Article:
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Pistole 08 Handgun, Parabellumpistole, 1918, Germany

Artikul: 59172 Sold
A nice Pistole 08 Handgun, Parabellumpistole, 1918. Has matching numbers, new oil blue finish. This is deactivated gun. The Parabellum 1908 or Parabellum-Pistole (Pistol Parabellum) — popularly known as the Luger — is a toggle-locked recoil-operated semi-automatic gun. The design was patented by Georg J. Luger in 1898 and produced by german arms manufacturer Deutshe Waffen- und Munitionsfabriken (DWM) starting in 1900; it was an evolution of the 1893 Hugo Borchardt designed C-93. The first Parabellum gun was adopted by the Swiss army in May 1900. In German army service it was succeeded and partly replaced by the Walther P38 in caliber 9 x 19. The Luger is well known from its use by Germans during the WWI and WWII along with the interwar Weimar Republic and the post war East German Volkspolizei. Although the Luger gun was first introduced in 7.65x21mm Parabellum, it is notable for being the gun for which the 9x19 Parabellum (also known as the 9 mm Luger) cartridge was developed. Being one of the first semi-automatic gun, the Luger was designed to use a toggle-lock action, which uses a jointed arm to lock, as opposed to the slide actions of almost every other semi-automatic gun. After a round is fired, the barrel and toggle assembly (both locked together at this point) travel rearward due to recoil. After moving roughly 0.5 in (13 mm) rearward, the toggle strikes a cam built into the frame, causing the knee joint to hinge and the toggle and breech assembly to unlock. At this point the barrel impacts the frame and stops its rearward movement, but the toggle assembly continues moving (bending the knee joint) due to momentum, extracting the spent casing from the chamber and ejecting it. The toggle and breech assembly subsequently travel forward under spring tension and the next round from the magazine is loaded into the chamber. The entire sequence occurs in a fraction of a second. This mechanism works well for higher pressure cartridges, but cartridges loaded to a lower pressure can cause the gun to malfunction because they do not generate enough recoil to work the action fully. This results in either the breech block not clearing the top cartridge of the magazine, or becoming jammed open on the cartridge's base. In World War I, as submachine guns were found to be effective in trench warfare, experiments with converting various types of guns to machine guns (Reihenfeuerpistolen, literally "row-fire guns" or "consecutive fire guns") were conducted. Among those the Luger gun (German Army designation Pistole 08) was examined; however, unlike the Mauser C96 which was later manufactured in a selective-fire version (Schnellfeuer) or Reihenfeuerpistolen, the Luger proved to have an excessive rate of fire in full-automatic mode. The Luger gun was manufactured to exacting standards and had a long service life. William "Bill" Ruger praised the Luger's 145° (55° for Americans) grip angle and duplicated it in his .22 LR gun. The Swiss Army evaluated the Luger gun in 7.65x21mm Parabellum (.30 Luger in North America) and adopted it in 1900 as its standard side arm, designated Ordonnanzpistole 00 or OP00, in 1900. This model uses a 120 mm barrel. The Luger gun was accepted by the German Navy in 1904. The Navy model had a 150 mm barrel and a two position (100/200 metre) rear sight. This version is known as Pistole 04. In 1908 the German Army adopted the Luger to replace the Reichsrevolver in front-line service. The Pistole 08 (or P.08) had a 100 mm barrel and was chambered in 9x19mm Parabellum. The P.08 was the usual side arm for German Army personnel in both world wars, though it was being replaced by the Walther P38 starting in 1938. In 1930 Mauser took over manufacture of the P.08 (until 1943). The Lange Pistole 08 ("Long Pistol 08") or Artillery Luger was a gun carbine for use by German Army artillerymen as a sort of early Personal Defence Weapon. It had a 200 mm barrel, an 8-position tangent rear sight (calibrated to 800 metres) and a shoulder stock with holster. It was sometimes used with a 32-round magazine (Trommelmagazin 08). It was also available in various carbine versions with yet longer barrels. The firm Armeria Belga of Santiago Chile, manufactured the Benke Thiemann retractable stock that could fold out from the grip section. The United States evaluated several semi-automatic gun in the late 19th century, including the Colt M1900, Steyr Mannlicher M1984 and an entry from Mauser. In 1900 the US purchased 1000 7.65mm Lugers for field trials. Later, a small number were sampled in the then-new, more powerful 9 mm round. Field experience with .38 caliber revolvers in the Philippines and ballistic tests would result in a requirement for still-larger rounds. In 1906 and 1907, the US Army held trials for a large-caliber semi-automatic. DWM provided two sample Luger guns chambered in .45 ACP for testing, with serial numbers 1 and 2. The fate of serial number 1 is unknown, as it was not returned. The serial number 2 Luger .45 passed the tests, and survived to be traded among collectors. At least two guns were manufactured later for possible commercial or military sales, and one is exhibited at the Norton Gallery in Shreveport, Louisiana. The other was sold in 2010 and remains in a private collection. After initial trials, DWM, Savage, and Colt were asked to provide further samples for evaluation. DWM withdrew for reasons that are still debated, though the Army did place an order for 200 more samples. A single .45 Luger carbine is also known to exist. In 1941-42 Mauser switched from "straw finishing" to blueing the small parts and levers on their guns. In combination with black plastic grip panels, these guns were named the "Black Widow" model by a post-war US arms dealer as a marketing ploy.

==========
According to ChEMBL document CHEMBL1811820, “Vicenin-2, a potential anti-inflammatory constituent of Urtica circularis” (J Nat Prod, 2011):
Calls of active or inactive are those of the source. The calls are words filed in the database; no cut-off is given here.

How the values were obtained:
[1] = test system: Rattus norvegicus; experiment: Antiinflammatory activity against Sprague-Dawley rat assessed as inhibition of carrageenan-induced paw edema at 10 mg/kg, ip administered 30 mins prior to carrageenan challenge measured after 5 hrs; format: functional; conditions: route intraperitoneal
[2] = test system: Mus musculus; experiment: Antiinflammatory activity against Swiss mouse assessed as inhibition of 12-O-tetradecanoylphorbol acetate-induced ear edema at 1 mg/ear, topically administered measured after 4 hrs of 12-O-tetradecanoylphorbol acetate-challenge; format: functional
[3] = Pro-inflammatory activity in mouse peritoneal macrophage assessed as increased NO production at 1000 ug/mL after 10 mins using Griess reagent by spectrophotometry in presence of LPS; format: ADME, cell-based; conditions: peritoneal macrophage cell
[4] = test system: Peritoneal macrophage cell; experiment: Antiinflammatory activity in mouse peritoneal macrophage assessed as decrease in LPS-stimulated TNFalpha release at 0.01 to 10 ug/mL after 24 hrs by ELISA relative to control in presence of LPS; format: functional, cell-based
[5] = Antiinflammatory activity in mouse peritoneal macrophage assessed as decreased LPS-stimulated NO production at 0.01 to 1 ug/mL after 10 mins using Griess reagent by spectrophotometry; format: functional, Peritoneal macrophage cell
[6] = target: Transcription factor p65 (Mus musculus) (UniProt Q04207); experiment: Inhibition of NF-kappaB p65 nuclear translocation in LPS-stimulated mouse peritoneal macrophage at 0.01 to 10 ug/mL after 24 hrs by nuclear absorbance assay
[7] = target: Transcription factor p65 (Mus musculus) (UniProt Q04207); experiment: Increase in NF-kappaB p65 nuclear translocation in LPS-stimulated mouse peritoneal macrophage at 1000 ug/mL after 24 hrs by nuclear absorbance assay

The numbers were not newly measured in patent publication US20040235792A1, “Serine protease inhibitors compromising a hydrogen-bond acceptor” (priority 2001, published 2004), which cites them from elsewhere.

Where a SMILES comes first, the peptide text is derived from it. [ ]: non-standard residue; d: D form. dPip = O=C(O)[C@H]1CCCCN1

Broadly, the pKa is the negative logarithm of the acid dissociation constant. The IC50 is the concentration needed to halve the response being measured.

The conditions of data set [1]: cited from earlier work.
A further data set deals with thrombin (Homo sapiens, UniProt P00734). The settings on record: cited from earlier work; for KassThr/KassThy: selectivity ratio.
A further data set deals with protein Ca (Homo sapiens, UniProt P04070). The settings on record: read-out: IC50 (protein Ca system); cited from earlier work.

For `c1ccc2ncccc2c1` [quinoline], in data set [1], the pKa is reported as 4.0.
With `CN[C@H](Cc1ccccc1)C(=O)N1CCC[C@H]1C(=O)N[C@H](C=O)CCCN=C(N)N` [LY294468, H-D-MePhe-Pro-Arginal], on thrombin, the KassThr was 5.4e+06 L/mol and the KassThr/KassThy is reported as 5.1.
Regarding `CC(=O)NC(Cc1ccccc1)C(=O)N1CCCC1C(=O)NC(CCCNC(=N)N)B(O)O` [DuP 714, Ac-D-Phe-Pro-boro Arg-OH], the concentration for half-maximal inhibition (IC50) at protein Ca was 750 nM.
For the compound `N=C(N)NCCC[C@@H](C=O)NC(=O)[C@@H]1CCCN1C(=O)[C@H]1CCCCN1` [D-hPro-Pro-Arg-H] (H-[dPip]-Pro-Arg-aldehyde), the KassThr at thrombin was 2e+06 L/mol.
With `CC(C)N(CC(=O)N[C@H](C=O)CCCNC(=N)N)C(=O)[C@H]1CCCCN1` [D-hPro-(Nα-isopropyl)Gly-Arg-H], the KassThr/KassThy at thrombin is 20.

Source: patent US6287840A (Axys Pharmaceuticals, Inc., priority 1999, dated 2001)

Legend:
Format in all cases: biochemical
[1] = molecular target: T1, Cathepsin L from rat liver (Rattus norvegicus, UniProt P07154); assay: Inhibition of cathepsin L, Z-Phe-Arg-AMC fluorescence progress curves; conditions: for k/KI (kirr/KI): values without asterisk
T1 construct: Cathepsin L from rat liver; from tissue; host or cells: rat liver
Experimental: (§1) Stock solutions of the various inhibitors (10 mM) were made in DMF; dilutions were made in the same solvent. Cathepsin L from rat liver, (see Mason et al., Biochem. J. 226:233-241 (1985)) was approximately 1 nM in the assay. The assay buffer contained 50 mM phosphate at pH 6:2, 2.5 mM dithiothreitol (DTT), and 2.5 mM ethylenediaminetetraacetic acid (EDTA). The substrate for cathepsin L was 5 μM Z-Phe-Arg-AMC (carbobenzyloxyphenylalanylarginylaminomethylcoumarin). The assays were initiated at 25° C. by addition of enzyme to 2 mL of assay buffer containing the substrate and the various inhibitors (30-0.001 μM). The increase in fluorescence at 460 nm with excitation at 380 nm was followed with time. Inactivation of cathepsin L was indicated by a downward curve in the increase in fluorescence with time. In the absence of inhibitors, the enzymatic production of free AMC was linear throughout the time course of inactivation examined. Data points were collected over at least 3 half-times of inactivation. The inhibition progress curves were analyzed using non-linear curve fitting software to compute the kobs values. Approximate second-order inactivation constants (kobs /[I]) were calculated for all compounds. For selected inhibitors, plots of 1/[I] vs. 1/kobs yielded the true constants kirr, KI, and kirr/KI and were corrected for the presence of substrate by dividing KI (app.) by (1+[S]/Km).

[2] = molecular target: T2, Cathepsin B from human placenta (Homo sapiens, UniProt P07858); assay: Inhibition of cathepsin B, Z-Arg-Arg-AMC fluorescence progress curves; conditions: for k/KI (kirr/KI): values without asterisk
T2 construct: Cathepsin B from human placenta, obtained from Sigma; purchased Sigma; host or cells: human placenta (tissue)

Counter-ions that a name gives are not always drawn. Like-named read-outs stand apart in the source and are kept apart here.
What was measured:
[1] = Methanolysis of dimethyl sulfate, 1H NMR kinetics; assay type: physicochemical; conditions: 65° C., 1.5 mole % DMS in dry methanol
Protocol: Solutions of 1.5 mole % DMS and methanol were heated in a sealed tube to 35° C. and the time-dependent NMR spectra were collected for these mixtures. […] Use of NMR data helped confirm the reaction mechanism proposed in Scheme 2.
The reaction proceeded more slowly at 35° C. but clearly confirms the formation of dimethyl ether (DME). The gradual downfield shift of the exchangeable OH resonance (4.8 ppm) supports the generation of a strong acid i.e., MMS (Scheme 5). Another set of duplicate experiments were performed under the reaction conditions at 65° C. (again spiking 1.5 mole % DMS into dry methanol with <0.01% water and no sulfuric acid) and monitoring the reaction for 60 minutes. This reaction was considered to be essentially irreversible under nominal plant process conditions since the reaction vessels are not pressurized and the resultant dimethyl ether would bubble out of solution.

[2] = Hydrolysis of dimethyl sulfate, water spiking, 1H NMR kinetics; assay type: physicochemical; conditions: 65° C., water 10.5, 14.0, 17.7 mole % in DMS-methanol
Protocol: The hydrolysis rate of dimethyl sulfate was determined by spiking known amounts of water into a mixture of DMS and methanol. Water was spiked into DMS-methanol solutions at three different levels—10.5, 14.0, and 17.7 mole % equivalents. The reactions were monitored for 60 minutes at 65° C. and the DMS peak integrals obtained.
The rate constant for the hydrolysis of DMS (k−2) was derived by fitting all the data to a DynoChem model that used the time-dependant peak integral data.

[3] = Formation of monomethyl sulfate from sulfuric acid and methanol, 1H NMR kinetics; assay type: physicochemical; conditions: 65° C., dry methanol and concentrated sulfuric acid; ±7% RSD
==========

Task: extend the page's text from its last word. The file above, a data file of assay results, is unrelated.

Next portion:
Pistole 08 Handgun, Parabellumpistole, 1918, Germany

Artikul: 59172 Sold